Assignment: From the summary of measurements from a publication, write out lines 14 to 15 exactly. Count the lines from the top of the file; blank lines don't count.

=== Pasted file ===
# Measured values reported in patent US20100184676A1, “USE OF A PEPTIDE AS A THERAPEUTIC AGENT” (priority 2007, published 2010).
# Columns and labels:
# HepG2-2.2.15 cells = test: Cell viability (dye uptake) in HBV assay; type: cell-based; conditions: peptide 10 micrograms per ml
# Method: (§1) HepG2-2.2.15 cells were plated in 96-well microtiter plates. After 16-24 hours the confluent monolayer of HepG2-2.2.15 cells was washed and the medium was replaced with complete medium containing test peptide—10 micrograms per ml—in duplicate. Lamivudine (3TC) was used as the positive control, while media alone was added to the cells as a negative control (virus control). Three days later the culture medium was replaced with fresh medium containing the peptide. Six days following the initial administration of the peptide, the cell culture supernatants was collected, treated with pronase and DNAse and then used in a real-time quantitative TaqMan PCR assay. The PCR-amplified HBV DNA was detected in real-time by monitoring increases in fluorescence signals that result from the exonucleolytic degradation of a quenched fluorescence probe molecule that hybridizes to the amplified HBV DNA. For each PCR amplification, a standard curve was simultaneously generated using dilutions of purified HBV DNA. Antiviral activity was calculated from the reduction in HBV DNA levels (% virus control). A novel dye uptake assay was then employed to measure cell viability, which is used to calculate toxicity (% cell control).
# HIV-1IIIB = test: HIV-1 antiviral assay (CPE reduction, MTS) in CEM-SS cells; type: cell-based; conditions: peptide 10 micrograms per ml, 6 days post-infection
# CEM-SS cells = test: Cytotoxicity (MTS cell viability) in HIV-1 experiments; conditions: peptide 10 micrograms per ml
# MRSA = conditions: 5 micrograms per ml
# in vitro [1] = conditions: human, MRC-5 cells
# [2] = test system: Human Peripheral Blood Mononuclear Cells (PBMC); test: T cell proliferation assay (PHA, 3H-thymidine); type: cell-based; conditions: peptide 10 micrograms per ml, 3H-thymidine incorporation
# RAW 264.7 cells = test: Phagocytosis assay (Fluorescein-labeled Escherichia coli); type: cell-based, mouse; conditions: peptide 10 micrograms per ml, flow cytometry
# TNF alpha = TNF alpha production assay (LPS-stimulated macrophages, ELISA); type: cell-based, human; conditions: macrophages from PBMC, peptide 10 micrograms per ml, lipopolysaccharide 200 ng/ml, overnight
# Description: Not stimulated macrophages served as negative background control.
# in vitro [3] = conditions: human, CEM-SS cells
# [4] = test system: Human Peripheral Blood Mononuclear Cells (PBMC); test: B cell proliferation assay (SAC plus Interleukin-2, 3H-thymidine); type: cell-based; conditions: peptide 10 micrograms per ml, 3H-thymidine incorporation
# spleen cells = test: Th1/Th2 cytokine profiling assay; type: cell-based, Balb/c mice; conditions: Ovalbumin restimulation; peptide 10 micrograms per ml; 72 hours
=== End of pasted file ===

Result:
# [4] = test system: Human Peripheral Blood Mononuclear Cells (PBMC); test: B cell proliferation assay (SAC plus Interleukin-2, 3H-thymidine); type: cell-based; conditions: peptide 10 micrograms per ml, 3H-thymidine incorporation
# spleen cells = test: Th1/Th2 cytokine profiling assay; type: cell-based, Balb/c mice; conditions: Ovalbumin restimulation; peptide 10 micrograms per ml; 72 hours